A First Step in Sock Knitting

Note from the SpaceCadet:  My friend Amy (DPUTiger on Ravelry) is a knitting teacher, a quilter, and a newly-minted weaver.  And she’s been kind enough to write about her favourite way to start new sock knitters on their journey…

Socks seem to be part of the “Magical Mystery Tour” of knitting. Somehow, people get all freaked out with sock heels, short rows, gussets, kitchener stitch … the list goes on.

And with all these amazing hand-dyed yarns to choose from, why not add sock knitting to your repertoire?

I teach sock knitting at Bloomin’ Yarns, my LYS.  On Ravelry, I’d say one of the questions I see most often is how to get started with sock knitting. I have a prefab answer that I use over there, but you lucky folks get the expanded version with the why’s and wherefores behind my answer.

The number one thing that I recommend for a first sock is usually Fuzzy Feet. It’s a free pattern from the Winter, 2002 issue of Knitty.com. Why do I like it so much for a first sock?

knitting, sock yarn, sock knitting, tutorial, fuzzy feet, knitty.

The first reason is that it calls for a worsted weight yarn. I believe that using fingering weight yarn and sock-sized needles is a skill all by itself. When you are used to using worsted weight yarns and needles in the neighborhood of a US 8, it’s a big change to go down to 8 sts/inch and a 2.5mm needle. And it’s better to learn one thing at a time, not two.

If you already do enjoy small needles and want to jump right in with that set-up, then you can go wind your next skein of SpaceCadet so you’re ready to roll with my next guest post.

So what else is so great about Fuzzy Feet?

They are knit with a worsted weight feltable wool (like Cascade 220) on US 10.5 needles, which makes them very quick to knit. I usually use a 16” circ, so I don’t even have to mess with a small-circumference technique like DPNs (double-pointed needles), two circular needles or Magic Loop. The construction is identical to a traditional top-down sock so you can learn the process with great big comfy needles. And the best part? It doesn’t matter in the least if you mess up, because when you’re done… you felt the slippers.

knitting, sock knitting, felting, fuzzy feet.

Have you ever felted anything before? There is virtually no stitch definition left after the felting process so those wonky short rows to turn the heel? Those gusset stitches that you picked up that are a little loose and open? The kitchener stitch at the toe that isn’t quite perfect? Gone. All of it.

You wind up with a pair of comfortable, warm slippers. And you learned the mechanics of sock knitting! Even my uber-picky husband likes his Fuzzy Feet. He’s on pair #2, since he walked through his first pair by the end of Winter #3.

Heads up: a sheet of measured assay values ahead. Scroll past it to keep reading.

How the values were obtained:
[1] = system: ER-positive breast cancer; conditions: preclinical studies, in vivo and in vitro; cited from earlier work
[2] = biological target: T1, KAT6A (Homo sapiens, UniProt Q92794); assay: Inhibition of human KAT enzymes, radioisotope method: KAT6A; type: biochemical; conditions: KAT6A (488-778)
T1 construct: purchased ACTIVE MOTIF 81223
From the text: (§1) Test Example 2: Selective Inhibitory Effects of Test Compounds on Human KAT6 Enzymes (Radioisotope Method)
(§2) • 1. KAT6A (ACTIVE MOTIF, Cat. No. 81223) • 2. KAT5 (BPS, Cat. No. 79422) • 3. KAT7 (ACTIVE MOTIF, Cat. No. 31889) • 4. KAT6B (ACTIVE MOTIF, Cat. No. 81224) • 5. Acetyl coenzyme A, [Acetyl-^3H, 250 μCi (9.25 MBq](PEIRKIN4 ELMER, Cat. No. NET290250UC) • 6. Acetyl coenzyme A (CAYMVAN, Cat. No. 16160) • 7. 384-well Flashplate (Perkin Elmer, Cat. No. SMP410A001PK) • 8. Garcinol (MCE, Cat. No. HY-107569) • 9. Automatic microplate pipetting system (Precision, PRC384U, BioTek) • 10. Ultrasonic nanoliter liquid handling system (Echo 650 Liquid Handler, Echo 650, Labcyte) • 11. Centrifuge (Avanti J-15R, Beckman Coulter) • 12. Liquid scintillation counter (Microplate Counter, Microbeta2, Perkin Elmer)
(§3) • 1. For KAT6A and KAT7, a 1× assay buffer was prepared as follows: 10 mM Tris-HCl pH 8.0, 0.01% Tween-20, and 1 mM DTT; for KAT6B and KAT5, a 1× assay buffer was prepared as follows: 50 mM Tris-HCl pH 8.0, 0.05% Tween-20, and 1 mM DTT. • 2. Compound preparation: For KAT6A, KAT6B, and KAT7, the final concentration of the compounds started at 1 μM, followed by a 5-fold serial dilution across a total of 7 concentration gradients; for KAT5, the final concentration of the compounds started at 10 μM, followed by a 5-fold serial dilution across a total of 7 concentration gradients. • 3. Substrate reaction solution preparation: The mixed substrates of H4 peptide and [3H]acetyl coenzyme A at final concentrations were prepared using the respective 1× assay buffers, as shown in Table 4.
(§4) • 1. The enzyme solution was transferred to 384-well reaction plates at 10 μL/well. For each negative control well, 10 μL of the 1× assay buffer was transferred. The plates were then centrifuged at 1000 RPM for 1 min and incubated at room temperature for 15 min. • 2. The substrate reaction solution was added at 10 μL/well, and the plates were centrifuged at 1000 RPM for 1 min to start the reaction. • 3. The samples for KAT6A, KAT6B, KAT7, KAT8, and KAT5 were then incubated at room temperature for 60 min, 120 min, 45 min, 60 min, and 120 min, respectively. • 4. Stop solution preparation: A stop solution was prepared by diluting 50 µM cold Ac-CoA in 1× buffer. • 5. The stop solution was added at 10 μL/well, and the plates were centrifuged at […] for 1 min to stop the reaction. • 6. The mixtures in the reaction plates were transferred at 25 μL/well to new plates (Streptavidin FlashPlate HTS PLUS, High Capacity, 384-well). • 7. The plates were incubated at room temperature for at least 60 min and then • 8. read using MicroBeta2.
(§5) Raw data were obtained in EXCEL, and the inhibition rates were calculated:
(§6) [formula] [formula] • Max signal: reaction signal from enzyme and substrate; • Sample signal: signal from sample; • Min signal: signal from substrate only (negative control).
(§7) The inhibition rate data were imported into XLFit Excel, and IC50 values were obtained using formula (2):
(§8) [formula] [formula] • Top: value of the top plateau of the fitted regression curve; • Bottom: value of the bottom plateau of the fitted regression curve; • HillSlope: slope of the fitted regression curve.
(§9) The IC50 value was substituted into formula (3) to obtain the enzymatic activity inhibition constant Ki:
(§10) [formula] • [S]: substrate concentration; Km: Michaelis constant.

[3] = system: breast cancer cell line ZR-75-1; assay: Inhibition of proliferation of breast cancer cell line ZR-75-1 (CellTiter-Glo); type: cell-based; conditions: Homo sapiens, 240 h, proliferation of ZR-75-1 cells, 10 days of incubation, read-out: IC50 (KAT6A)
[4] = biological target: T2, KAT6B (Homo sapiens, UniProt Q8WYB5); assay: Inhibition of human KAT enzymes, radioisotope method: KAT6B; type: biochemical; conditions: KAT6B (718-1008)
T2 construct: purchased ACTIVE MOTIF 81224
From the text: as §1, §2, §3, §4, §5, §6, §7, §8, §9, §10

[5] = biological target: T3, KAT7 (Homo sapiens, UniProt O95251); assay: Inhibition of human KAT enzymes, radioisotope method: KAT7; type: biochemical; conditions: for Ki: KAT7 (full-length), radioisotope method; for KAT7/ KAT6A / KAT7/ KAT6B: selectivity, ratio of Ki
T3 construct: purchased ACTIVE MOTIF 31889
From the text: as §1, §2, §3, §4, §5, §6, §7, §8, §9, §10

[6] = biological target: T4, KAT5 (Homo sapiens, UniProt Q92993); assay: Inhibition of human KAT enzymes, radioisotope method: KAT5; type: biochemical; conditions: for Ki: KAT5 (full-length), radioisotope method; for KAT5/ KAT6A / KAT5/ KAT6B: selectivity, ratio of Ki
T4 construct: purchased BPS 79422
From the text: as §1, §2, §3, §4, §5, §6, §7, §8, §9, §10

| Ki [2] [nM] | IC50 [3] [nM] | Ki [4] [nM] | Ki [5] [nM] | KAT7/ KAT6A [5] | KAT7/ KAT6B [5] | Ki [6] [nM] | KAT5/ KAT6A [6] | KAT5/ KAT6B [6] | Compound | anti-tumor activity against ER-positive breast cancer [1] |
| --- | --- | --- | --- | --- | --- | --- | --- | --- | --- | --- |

knitting, sock yarn, sock knitting, fuzzy feet, tutorial.

So what’s the next step after you’ve finished your Fuzzy Feet? I’ll be back to talk about that next time!

What a Response!

The response to the May Giveaway has been phenomenal, and it has been exciting and so much fun for me to see the response!  I love making these yarns and fiber, dreaming up the colours in my head and then mixing and coaxing them out of the dyepot — that’s why I started dyeing — but absolutely nothing beats the thrill of getting feedback, learning how to be a better dyer by getting other people’s opinions on my work.  And this week, people have been signing up to the blog, tweeting about SpaceCadet Creations and — most importantly to me — sharing about their favourite items, their projects,  and the yarns they love in the comments and on Ravelry.  As a dyer, usually working all on my own, it has been just wonderful. Thank you all so much!


Now, I want to show you a new colourway I put in the shop yesterday.  It wasn’t what I intended at all, but I just love the result.  It started out as purples blending into pinks — and, when you look at the photos, you might think that’s what it is — but when I pulled it out of the dyepot, I just didn’t like it at all.  It was too  sugary-sweet, too bright and girly…  Not what I’d intended!  So I quickly mixed up a deep, rich orange and poured it over part of the yarn and — voila! — the yarn changed moods completely.  The colourway has real depth now.  I think it’d would be wonderful knitted up as a triangular shawlette, peeking out from the collar of dark coloured coat and casting its warm tones onto the face.

Fingering Weight Yarn in Superwash Merino, in Sunset over a Stormy Sea

A evening storm over the sea is a spectacular sight but, after the winds have died down and the palm trees have stopped swaying, as the sun begins to sink beneath the water on the horizon, its rays reach up and turn the sky into a blaze of wild pink and orange, streaked with the deep purple clouds, now spent and tamed.

Each skein is approximately 100g of Superwash Merino in a wonderfully soft 3-ply, fingering weight yarn. Two skeins available, sold separately.

Fiber Content: 100% Superwash Merino
Weight: Approximately 3.65oz / 100g (approximately 490 yards per 100g)
Colourway: Sunset over a Stormy Sea, 100425-002
Care Instructions for the final item: Hand or Machine wash, Lay flat to dry.

Each item is individually hand-dyed by the SpaceCadet, using professional grade acid dyes which are mixed by hand from primaries. Please be sure to buy enough for your project as the colours may not be able to be reproduced exactly.
SpaceCadet Creations is a smoke-free, pet-free environment.
Please remember that the colours in pictures may vary depending on your computer monitor. The colours in the photos are as accurate as possible.